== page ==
My Aunt Ruth was so beautiful that the Miss California pageant wanted her to be a contestant but my Grandmother wouldn’t hear of it. Ruth Brookover was as intelligent and compassionate as she was beautiful. When she heard that I had cried when I saw a dark-skinned nurse’s aide leaning over my hospital crib when I had eye surgery in San Francisco at age two and a half she gave me a little Black doll because she said I had hurt the lady’s feelings and she wanted to make sure I didn’t grow up prejudiced.
When I was seven, Aunt Ruth took me to my first political demonstration. I was scared but proud as we stood outside the San Francisco Market Street Macy’s store at Christmastime with signs that said No War Toys. The protest was organized by Women’s International League for Peace and Freedom (WILPF) in an effort to make parents stop and think before they purchased gifts of guns and toy soldiers for their young children. As I stood in the cold fog in my thin coat my older Cousin Bob took my hand when people yelled at us “Communist!” It was then that I learned that you might suffer for doing the right thing, but you also got the rewards of belonging. Aunt Ruth took us out for Chinese food afterwards so my first political protest left a good taste. Sometimes it is the small as much as large events in life that leave a lasting impression.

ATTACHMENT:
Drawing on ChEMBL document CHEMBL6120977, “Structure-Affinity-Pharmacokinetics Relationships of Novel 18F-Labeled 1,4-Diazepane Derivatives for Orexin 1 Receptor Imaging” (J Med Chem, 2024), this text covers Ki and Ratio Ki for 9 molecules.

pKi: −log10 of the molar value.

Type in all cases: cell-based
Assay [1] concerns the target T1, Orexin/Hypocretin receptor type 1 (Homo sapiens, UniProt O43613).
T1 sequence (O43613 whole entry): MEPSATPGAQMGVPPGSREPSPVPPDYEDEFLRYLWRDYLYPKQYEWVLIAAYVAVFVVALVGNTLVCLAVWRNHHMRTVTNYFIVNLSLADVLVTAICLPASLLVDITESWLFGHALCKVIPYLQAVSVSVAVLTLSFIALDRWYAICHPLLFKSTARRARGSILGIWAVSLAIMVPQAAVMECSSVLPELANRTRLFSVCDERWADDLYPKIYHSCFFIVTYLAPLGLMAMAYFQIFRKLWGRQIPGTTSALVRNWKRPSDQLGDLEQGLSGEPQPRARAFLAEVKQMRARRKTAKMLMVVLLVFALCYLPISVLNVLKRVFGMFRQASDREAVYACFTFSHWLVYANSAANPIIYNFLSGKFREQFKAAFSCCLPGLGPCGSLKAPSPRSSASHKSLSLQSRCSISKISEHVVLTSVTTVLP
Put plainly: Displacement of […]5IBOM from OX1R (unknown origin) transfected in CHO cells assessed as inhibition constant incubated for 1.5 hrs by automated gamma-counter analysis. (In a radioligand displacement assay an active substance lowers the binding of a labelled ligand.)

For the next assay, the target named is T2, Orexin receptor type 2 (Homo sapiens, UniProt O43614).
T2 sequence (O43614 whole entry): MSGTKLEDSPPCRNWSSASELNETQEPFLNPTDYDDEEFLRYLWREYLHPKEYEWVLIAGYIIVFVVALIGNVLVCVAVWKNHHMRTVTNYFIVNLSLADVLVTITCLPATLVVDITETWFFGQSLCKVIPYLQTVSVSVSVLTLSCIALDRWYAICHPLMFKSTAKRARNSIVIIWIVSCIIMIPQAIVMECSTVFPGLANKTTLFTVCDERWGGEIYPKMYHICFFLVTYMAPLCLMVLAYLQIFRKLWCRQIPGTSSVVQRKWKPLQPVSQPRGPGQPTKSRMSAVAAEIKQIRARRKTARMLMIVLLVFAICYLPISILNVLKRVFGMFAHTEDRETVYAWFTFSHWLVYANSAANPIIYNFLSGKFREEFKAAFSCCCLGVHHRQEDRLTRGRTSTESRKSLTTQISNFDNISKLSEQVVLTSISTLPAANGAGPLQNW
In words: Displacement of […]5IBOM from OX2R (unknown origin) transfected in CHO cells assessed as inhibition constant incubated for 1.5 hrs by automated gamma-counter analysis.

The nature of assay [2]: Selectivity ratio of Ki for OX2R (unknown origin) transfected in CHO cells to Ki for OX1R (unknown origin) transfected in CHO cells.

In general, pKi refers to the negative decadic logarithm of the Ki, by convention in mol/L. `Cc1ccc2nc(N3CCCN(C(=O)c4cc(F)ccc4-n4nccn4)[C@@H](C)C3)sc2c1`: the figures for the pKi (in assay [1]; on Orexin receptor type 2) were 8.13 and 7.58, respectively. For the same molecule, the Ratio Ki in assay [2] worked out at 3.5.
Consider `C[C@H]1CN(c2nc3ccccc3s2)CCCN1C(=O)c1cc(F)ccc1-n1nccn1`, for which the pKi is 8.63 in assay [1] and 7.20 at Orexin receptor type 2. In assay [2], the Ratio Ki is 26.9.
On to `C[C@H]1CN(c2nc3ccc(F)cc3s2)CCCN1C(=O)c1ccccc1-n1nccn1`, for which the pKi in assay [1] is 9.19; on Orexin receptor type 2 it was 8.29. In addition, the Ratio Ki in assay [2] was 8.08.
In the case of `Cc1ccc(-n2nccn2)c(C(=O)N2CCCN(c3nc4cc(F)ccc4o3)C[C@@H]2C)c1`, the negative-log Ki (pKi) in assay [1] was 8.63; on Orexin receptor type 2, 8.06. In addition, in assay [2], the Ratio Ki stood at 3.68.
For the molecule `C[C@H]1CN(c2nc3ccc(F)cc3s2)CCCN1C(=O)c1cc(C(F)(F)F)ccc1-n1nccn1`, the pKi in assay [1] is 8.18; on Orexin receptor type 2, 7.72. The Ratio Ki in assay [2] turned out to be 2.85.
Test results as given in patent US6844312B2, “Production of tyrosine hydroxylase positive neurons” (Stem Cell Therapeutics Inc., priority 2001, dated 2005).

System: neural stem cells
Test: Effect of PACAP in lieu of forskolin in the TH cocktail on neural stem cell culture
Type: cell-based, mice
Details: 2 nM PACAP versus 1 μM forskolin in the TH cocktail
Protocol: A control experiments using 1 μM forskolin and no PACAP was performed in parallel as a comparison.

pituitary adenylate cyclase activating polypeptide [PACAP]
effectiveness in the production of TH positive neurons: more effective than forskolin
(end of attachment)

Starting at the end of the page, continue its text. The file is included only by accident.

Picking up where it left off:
A student in a Gender Studies class I spoke to at University of South Alabama wrote: